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Showing posts from January, 2015

One Sentence Storybooks

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"The men in the boat saw Jesus walk on water." Bible Favorites (One Sentence Storybooks) , by Nancy I. Sanders, is a charming set of 10 mini-books intended to entertain, educate, and enlighten very young beginner readers. Appearance These paperback learning booklets, approximately 5.5” x 7” in size, come stored in a lightweight cardboard box with a simple Velcro closure on the front. The size makes them easy for toddler hands to hold, but care needs to be taken that pages aren’t torn, for they are not thick like board books. Content Numbered 1-10, each booklet contains an easy to understand graduating sentence, (one word on the first page, the same word plus a new word after the turn of the page, etc.)   Providing a satisfying conclusion to each story, the last pages of each book contain the following: * One truth to learn (pertaining to the one sentence) * One verse to say (a memory verse) * One prayer to pray (an example relative pra

Tiny Bear's Bible

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In the Beginning, before time began, God was right there, and He had a great plan. —Excerpt from God Makes the Whole Wide World. Tiny Bear’s Bible , written by Sally Lloyd-Jones, is an adorable preschool board book that shares stories from the Holy Bible. Appearance This brown and tan covered board book is soft, attractive, and fun. The curious smiling bear cub (Tiny Bear) is velvety napped, has moveable ears, and is enclosed in fuzzy fur. (It’s even cuter and plusher than it appears in the photo.) The thick pages are sturdy—easy for little fingers to turn, difficult to tear or bend. Approximate size: 7”x8”. Content The book is comprised of eleven rhythmic, easy to understand story poems depicting accounts from both the Old and New Testaments. The following passages are narrated in brief, entertaining rhymes: God Makes the Whole Wide World (Creation, Genesis 1-2) God’s Promises to Rescue Noah (The great flood of Genesis 6-9) God Keeps Moses Safe (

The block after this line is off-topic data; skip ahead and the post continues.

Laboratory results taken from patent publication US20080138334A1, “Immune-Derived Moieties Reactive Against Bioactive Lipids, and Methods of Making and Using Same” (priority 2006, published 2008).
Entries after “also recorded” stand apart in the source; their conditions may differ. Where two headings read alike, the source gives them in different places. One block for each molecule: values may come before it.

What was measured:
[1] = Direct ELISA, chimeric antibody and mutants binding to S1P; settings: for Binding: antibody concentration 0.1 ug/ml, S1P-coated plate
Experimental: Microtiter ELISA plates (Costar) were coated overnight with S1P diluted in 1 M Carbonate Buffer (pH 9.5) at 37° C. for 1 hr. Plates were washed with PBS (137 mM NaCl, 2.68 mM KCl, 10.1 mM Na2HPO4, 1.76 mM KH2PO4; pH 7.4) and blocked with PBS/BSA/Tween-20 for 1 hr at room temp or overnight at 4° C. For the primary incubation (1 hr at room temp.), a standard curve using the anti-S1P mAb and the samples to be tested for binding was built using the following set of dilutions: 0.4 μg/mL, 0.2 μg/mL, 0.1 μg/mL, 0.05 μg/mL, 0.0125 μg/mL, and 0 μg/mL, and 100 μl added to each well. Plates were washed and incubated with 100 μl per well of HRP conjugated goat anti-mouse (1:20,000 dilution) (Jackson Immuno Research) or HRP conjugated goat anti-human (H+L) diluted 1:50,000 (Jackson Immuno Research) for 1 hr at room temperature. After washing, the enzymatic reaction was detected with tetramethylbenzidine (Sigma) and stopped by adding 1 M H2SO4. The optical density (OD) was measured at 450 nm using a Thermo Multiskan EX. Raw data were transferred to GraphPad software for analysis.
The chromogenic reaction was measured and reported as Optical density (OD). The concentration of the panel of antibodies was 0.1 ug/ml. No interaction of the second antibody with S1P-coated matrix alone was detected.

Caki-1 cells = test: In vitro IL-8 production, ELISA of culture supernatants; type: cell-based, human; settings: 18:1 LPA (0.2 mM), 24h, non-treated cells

Like a Flower in Bloom

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“I hardly know how anyone ever dares to speak at all if you cannot say what you think and are not allowed to mean what you say. Polite society is rather rude!” To put it simply, Like a Flower in Bloom , by Siri Mitchell, is a delightfully funny, utterly satisfying, unquestionably unforgettable experience. Charlotte Withersby is a unique character that does not fit the mold of a Victorian era woman, which is what makes her all the more interesting. Pushed into finding a husband, she reluctantly vacates her duties as her botanist father’s aide, in hopes he’ll soon realize her extraordinary worth and beg to have her back. When her father’s new assistant, the most insufferable Mr. Trimble takes over her numerous duties, she’s certain he wont last long. Of course nothing ever goes as planned, so Charlotte’s strategy, co-organized by the lovely Miss Templeton, her fashionable, revered, and societal etiquette-conscious friend, must constantly be tweaked. I can’t say muc

At Home in Last Chance

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…When Kaitlyn found herself alone and penniless and beginning to understand what a world-class idiot she had been, Chris, without a word of recrimination, brought her home and took her in (page 9) At Home in Last Chance, by Cathleen Armstrong, is a story of creating new beginnings and learning to trust others as well as yourself. I wish I’d realized this is book 3 in a series. Even though this works as a standalone, I feel as if I’ve missed some of the history of this book that would’ve made it even more enjoyable. With that said, I still enjoyed this story and felt a connection with the characters and charming town of Last Chance. Kaitlyn Reed is struggling to put her life back in order, making it difficult to have faith in others, which gives her relationship with Steven Braden the tension needed to keep me turning pages. I like that their relationship takes some time. This makes the characters and plot believable. With themes of hope, redemption, and learning